Young People's Bible Dictionary
by Barbara Smith (Philadelphia: Westminster, 1965)
Absalom. A son of David who revolted against his father and tried to take the throne from him. 2 Sam., chs. 13 to 18.
edited by Paul J. Achtemier (San Francisco: Harper and Row, 1985)
You are strongly recommended to add to your library the excellent revised edition of Harper's Bible Dictionary titled, The Harper Collins Bible Dictionary, Revised Edition [book review], edited by Paul J. Achtemeier, with the Society of Biblical Literature (NY: Harper Collins, 1996). It is currently the best one-volume Bible dictionary in English, and it is available at Border's Books, Christian Science Reading Rooms, http://www.borders.com, or http://www.christianbook.com.
Absalom, one of the sons of Israelís greatest king, David. Because he was handsome and ambitious, Absalom was the most conspicuous of Davidís sons; his mother was Maachah, princess of the neighboring vassal state of Geshur. The story of Absalom is told in 2 Samuel 13-20. When his half-brother Amnon raped his full sister Tamar and David took no action, Absalom took the law in his own hands and killed Amnon, after which he spent three years in exile in Geshur. Laborious mediation on the part of Joab brought Absalom back to the court, but David refused to see him for another two years. This filled Absalom with such anger and resentment that he harbored the idea of a coup díétat. It took him four years to prepare for an uprising that stood a good chance of success. He directed and capitalized upon the resistance felt by many people who saw the spectacular growth of Davidís empire, court, and administrative machinery, but who could not accept or keep up with the concomitant changes that took place in social patterns and values. In his rebellion Absalom won the support of the royal counselor Ahithophel, whose authority was above all criticism.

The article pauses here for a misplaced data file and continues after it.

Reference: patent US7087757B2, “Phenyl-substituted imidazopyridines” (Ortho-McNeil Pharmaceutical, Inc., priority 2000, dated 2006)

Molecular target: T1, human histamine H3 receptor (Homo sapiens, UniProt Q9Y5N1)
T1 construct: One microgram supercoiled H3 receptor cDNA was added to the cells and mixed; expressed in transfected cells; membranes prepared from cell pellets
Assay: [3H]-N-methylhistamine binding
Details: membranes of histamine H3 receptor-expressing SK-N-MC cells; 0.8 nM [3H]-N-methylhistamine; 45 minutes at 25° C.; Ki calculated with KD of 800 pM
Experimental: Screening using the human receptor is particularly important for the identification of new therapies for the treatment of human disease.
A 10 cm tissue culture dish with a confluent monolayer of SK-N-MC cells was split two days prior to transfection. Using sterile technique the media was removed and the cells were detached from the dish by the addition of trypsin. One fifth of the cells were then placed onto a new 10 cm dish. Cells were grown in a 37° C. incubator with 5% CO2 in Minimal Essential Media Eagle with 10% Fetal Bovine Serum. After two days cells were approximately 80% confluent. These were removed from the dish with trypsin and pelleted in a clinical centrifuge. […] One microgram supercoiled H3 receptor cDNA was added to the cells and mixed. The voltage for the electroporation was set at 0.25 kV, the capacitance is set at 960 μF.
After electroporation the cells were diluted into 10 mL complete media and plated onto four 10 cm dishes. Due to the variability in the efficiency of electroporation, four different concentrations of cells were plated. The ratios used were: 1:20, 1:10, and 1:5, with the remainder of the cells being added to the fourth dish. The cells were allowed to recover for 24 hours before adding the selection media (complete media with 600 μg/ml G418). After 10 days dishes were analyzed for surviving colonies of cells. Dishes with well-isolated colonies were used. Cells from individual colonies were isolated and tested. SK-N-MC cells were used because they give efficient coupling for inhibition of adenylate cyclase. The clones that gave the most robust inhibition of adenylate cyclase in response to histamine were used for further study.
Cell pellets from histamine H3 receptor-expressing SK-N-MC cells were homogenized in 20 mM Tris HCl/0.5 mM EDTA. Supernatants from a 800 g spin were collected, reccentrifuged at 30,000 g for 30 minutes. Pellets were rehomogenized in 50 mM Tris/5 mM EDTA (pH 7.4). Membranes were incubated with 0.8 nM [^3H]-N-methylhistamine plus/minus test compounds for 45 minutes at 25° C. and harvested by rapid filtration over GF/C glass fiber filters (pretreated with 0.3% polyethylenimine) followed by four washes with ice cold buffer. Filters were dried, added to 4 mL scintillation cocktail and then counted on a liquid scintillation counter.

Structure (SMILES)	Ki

Absalom gave the signal for the revolt from Hebron, the selfsame town in central Judah where David himself had risen to national power. His march to Jerusalem forced David to leave the country. Ahithophel advised Absalom to pursue and isolate David forthwith, but Absalom was deceived by the flattery of Husai who acted as a spy for David and who gave the opposite advice. Thus, David was able to escape across the Jordan and start the organization of a military comeback. A few weeks later the dramatic denouement followed in the Transjordan, not far from Mahanaim. Aided by the rough terrain, Davidís experienced regular army, which had remained loyal to him, defeated Absalomís militia. Though David had ordered his generals to spare the prince, Joab, who found Absalom entangled in the branches of an oak, had him slaughtered as an archrebelóa realistic military choice but one that cost him a good relationship with the mourning father. In the end, it was intemperate ambition that became fatal for Absalom and brought him down.
by W.R.F. Browning (NY: Oxford University Press, 1996)
Absalom. A son of David, good-looking and ambitious; he gathered round himself a band of disaffected people who were prepared to overthrow David. He set up headquarters in Hebron and marched towards Jerusalem, which David hastily abandoned. Across the River Jordan, David arranged for secret intelligence from the capital through Hushai (2 Sam. 15:34-35), who gave misleading advice to Absalom. This allowed time for David to regroup his forces which were still loyal, and Absalom was defeated. Explicit instructions to spare the life of David's son were ignored by Joab, and Absalom, who had become entangled in an oak tree, was stabbed in the heart. David's lament for his rebellious son is one of the most poignant passages in the OT (2 Sam. 18:33).
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